The typical device automatically tests and provides data reflecting performance of voice calls, file transfer uploads, downloads, and browsing. After completing the tests, the phone uploads the data to a File Transfer Protocol site. More experienced users can view test results in real time and replay the data for fast troubleshooting in the field. Wireless carriers can use these devices to monitor performance and replicate issues on the same type of device their customers’ use, enabling them to measure the real end user experience and deploy a more competitive network.
Smartphone Tests Complement Drive Tests
As an example of how these new capabilities can be put to use, a wireless provider hired students to capture data in a stadium during the Super Bowl. The students were seated in positions around the stadium to provide details of data and voice tests at these locations. Engineers at the network operations center who made adjustments to network parameters to improve network performance at the stadium during the event immediately reviewed the data. The portability and low cost of the smartphone-enabled drive-test system made it possible to provide complete test coverage at a minimal cost while freeing engineers from data collection and enabling them to focus on corrective action.
The latest smartphone-based drive-test systems integrate with signal analyzer/call trace applications that can be used to closely examine signaling issues that often are the root cause of quality of service problems. The latest generation of smartphone-based drive-test systems enables users to quickly call up the signaling data for any particular call by setting data capture filters to match the subscriber’s traffic. The call trace application displays message sequences in multi-segment message flow diagrams. Users can follow control messaging as it flows across multiple network elements to identify messaging sequence and discontinuity errors.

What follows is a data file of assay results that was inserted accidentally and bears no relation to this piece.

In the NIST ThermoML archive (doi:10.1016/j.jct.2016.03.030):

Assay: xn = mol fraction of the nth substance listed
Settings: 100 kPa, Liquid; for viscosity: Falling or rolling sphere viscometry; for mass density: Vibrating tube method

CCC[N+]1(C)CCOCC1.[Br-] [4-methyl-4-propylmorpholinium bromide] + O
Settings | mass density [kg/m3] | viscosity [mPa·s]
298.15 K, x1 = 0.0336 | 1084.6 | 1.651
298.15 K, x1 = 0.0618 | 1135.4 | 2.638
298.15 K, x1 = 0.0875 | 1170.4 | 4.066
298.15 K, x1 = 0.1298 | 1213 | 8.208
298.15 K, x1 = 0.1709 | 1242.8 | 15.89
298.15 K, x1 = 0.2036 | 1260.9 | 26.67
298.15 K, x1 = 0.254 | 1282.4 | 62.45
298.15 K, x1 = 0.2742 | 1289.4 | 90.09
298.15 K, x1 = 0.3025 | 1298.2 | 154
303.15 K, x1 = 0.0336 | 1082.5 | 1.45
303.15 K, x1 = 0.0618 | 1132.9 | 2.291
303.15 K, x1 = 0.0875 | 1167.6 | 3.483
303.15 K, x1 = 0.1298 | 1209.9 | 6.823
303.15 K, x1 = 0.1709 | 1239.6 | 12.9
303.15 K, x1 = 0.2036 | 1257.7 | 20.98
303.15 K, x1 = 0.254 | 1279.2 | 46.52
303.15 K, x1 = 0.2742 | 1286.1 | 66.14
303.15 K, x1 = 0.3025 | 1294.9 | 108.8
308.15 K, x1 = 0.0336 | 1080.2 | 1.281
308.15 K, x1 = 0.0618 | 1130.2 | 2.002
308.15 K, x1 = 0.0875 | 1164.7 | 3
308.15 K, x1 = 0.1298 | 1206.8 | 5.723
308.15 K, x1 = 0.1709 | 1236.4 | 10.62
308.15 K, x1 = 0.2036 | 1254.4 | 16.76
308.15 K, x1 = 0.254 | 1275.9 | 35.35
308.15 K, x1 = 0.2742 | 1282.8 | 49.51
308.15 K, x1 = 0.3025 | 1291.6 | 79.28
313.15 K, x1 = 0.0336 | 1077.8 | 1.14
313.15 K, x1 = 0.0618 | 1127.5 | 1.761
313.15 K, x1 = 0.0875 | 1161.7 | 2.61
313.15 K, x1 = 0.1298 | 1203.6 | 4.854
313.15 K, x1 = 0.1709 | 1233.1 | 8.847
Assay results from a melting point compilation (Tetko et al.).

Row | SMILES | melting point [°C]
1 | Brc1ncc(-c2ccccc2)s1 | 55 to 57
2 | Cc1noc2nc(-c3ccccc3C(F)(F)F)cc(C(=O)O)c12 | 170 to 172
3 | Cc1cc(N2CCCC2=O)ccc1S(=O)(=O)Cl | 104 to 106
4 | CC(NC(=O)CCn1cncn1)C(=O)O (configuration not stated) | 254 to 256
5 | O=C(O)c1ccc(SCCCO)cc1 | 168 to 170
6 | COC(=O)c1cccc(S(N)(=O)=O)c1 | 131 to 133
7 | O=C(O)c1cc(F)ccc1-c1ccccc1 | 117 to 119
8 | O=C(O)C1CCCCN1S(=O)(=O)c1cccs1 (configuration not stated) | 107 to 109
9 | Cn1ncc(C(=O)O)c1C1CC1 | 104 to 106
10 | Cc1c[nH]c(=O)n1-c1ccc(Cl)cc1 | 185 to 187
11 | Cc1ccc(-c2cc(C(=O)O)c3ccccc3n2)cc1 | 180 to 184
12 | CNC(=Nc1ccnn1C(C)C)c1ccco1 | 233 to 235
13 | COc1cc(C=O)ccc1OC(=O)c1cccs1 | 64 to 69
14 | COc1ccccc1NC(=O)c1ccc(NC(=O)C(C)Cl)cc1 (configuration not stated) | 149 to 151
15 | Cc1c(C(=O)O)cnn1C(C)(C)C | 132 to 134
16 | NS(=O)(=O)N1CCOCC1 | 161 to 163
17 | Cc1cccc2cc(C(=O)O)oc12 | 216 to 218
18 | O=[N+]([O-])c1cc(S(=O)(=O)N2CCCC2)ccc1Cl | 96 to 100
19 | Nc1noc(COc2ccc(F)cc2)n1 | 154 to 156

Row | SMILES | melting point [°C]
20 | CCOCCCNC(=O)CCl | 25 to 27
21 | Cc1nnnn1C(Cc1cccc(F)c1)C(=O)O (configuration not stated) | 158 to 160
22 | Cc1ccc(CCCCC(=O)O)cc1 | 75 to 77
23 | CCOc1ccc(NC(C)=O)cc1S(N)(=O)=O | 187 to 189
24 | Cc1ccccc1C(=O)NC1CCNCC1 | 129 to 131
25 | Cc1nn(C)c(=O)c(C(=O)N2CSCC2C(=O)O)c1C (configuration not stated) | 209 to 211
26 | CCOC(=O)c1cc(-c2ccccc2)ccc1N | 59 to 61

A new generation of drive-test systems running on smartphones can complement drive-test systems by providing a substantial subset of their capabilities on much less expensive, easier-to-use platforms that can provide measurements indoors or outdoors as needed. These devices allow data to be captured by less skilled people or even unattended while the results can be uploaded and evaluated by more experienced engineers who can see the data from multiple devices to quickly identify the root cause of the problem and implement a solution.
Graham Byars is a product line manager in JDSU’s Communications Test and Measurement business segment. He has more than 25 years of experience in the IT and telecommunications industry, developing solutions for wireless and wireline networks. For more information, visit www.jdsu.com.